Royal Navy’s frigate HMS Richmond has captured evidence of ships apparently breaching UN sanctions targeting North Korea’s weapons of mass destruction and ballistic missile programs, the UK government revealed in a statement.
HMS Richmond conducted operations in the East China Sea to support UN sanctions efforts targeted against the Democratic Republic of Korea’s (DPRK) nuclear weapon and ballistic missile programs. The sanctions, adopted in 2017, ban the supply of fuel or refined petroleum products to DPRK.
Detaching from the UK Carrier Strike Group, currently deployed to the Indo-Pacific, the Type 23 Royal Navy frigate captured evidence of ships apparently breaching UN sanctions and collected updated intelligence on other ships of interest, providing video and photographic evidence to the UN Enforcement Coordination Cell (ECC).
“My team located multiple ships of various nationalities apparently acting in contravention of United Nations Security Council sanctions, and located, tracked and approached a number of ships that hadn’t previously been identified to the Enforcement Coordination Cell,” the Commanding Officer, Commander Hugh Botterill MBE commented.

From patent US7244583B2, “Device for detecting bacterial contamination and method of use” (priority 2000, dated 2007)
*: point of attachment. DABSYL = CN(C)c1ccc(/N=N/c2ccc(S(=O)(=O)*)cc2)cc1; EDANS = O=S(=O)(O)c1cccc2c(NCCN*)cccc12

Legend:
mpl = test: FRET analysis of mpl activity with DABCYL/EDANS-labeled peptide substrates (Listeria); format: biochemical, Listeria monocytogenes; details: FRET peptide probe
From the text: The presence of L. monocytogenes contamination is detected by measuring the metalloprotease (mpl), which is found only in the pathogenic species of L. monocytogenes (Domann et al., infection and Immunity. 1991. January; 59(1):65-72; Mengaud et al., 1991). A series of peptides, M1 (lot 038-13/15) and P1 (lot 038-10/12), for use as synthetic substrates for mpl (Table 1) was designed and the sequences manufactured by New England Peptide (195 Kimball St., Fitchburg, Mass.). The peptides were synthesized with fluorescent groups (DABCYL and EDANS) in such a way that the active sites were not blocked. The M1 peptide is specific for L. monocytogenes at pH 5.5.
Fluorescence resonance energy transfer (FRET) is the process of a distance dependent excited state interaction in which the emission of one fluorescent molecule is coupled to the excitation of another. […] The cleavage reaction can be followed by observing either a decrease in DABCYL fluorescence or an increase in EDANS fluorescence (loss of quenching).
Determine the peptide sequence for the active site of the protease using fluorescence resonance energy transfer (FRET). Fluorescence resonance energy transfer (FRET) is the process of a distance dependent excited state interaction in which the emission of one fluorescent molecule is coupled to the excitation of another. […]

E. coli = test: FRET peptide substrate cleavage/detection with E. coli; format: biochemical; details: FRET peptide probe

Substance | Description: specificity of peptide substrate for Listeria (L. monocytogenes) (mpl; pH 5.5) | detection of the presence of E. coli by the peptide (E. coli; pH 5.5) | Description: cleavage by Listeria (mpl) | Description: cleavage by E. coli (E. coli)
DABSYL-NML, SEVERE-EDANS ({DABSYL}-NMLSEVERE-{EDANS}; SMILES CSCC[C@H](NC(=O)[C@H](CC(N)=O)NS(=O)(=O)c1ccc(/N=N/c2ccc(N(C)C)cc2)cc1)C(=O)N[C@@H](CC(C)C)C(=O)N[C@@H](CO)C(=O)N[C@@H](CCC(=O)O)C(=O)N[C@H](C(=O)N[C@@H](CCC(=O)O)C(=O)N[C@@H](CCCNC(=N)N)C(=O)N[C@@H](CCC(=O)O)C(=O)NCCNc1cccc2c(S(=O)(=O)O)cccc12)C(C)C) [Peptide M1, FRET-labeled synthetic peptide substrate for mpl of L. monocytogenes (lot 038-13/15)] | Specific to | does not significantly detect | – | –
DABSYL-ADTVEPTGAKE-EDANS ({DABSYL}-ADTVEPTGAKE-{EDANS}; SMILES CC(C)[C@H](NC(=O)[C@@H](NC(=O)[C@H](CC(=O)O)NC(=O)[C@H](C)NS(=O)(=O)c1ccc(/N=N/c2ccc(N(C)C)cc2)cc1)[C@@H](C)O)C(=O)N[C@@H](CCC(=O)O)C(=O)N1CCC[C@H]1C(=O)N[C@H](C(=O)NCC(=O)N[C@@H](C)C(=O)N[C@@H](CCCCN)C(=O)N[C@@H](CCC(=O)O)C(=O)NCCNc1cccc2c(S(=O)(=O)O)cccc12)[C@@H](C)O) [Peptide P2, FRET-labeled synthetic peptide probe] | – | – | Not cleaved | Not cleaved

The operations, which were conducted and completed earlier this month, are the first occasion since 2019 that a Royal Navy ship has supported United Nations sanctions monitoring and enforcement activity.
“HMS Richmond’s deployment in the East China Sea identified ships acting in suspected breach of UN sanctions and tracked vessels which had previously not been flagged to the Enforcement Coordination Cell,” Defence Secretary, Ben Wallace said.
“North Korea’s ambitions to acquire Weapons of Mass Destruction destabilises the region and poses a threat to the world. This vital activity, part of the Carrier Strike Group deployment to the region, has frustrated those ambitions.”
Over the last month the UK Carrier Strike Group has been conducting a series of exercises with the Japanese, United States and the Republic of Korea, separate to sanctions enforcement. Signalling the UK’s enduring commitment to the Indo-Pacific, the Royal Navy has also recently despatched two warships – HMS Spey and HMS Tamar – to the region to deliver a permanent force presence.
HMS Richmond is currently alongside in Japan undertaking a planned routine maintenance programme before resuming operations and defence engagement with the UK Carrier Strike Group, headed by the Royal Navy aircraft carrier HMS Queen Elizabeth.